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Why Does More Housework Lower Women's Wages? Testing Hypotheses Involving Job Effort and Hours Flexibility

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  • Leslie S. Stratton

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  • Leslie S. Stratton, 2001. "Why Does More Housework Lower Women's Wages? Testing Hypotheses Involving Job Effort and Hours Flexibility," Social Science Quarterly, Southwestern Social Science Association, vol. 82(1), pages 67-76.
  • Handle: RePEc:bla:socsci:v:82:y:2001:i:1:p:67-76
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    Cited by:

    1. Bonke, Jens & Datta Gupta, Nabanita & Smith, Nina, 2003. "Timing and Flexibility of Housework and Men and Women's Wages," IZA Discussion Papers 860, Institute for the Study of Labor (IZA).
    2. Javier Polavieja, 2009. "Domestic Supply, Job-Specialization and Sex-differences in Pay," Social Indicators Research: An International and Interdisciplinary Journal for Quality-of-Life Measurement, Springer, vol. 93(3), pages 587-605, September.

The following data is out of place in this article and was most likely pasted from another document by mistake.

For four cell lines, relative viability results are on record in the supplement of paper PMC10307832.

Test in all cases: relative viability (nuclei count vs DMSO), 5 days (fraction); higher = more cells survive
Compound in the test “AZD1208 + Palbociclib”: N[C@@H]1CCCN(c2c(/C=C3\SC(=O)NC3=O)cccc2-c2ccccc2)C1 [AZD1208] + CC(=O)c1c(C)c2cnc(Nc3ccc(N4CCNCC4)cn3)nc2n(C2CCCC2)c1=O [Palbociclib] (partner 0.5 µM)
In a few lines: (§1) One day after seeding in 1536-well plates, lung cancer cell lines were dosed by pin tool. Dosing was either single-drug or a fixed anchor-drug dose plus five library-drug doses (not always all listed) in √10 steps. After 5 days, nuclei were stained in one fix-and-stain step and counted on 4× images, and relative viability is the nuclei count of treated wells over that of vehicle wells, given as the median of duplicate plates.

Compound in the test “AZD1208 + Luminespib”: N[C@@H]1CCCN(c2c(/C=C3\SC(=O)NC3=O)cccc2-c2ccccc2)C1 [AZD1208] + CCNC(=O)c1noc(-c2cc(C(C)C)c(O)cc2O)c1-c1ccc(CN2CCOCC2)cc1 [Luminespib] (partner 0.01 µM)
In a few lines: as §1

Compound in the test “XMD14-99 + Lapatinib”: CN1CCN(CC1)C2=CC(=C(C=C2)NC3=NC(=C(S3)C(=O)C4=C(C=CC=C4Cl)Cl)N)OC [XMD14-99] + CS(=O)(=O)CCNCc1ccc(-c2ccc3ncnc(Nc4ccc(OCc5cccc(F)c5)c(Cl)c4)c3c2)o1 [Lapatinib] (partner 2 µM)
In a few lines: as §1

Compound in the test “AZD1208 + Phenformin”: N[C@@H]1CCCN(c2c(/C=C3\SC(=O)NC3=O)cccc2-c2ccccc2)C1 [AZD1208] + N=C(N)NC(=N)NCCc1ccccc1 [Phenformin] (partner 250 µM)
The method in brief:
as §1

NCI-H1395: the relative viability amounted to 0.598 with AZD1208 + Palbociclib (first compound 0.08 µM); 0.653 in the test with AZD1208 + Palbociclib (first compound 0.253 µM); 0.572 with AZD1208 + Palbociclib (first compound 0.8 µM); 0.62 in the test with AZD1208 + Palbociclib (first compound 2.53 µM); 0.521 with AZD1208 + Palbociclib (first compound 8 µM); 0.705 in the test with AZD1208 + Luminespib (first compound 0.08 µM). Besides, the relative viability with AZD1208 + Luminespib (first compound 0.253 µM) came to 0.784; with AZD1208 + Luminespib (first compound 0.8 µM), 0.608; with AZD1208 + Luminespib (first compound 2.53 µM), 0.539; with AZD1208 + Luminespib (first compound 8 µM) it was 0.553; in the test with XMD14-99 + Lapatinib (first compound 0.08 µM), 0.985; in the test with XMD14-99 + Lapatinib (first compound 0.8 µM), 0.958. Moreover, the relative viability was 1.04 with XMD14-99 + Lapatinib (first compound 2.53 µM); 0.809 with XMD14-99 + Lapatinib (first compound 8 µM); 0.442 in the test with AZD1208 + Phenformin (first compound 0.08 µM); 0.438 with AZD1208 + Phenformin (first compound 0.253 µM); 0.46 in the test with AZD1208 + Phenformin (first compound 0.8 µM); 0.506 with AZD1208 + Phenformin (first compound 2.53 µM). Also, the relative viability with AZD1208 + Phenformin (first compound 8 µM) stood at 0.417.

3. M. Nakhaie, 2009. "Professors, Ideology and Housework," Journal of Family and Economic Issues, Springer, vol. 30(4), pages 399-411, December.
    4. Hiroyuki Okamuro & Kenta Ikeuchi, 2012. "Work-Life Balance and Gender Differences in Self-Employment Income during the Start-up Stage in Japan," Global COE Hi-Stat Discussion Paper Series gd12-260, Institute of Economic Research, Hitotsubashi University.
    5. Venkatasubramanian, Venkat & Luo, Yu & Sethuraman, Jay, 2015. "How much inequality in income is fair? A microeconomic game theoretic perspective," Physica A: Statistical Mechanics and its Applications, Elsevier, vol. 435(C), pages 120-138.
    6. Joni Hersch, 2009. "Home production and wages: evidence from the American Time Use Survey," Review of Economics of the Household, Springer, vol. 7(2), pages 159-178, June.
    7. Anne Winkler & Thomas Ireland, 2009. "Time Spent in Household Management: Evidence and Implications," Journal of Family and Economic Issues, Springer, vol. 30(3), pages 293-304, September.

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